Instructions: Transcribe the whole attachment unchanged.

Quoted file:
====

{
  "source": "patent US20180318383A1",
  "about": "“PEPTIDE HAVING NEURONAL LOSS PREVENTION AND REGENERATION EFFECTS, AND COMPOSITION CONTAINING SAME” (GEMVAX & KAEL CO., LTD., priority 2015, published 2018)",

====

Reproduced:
{
  "source": "patent US20180318383A1",
  "about": "“PEPTIDE HAVING NEURONAL LOSS PREVENTION AND REGENERATION EFFECTS, AND COMPOSITION CONTAINING SAME” (GEMVAX & KAEL CO., LTD., priority 2015, published 2018)",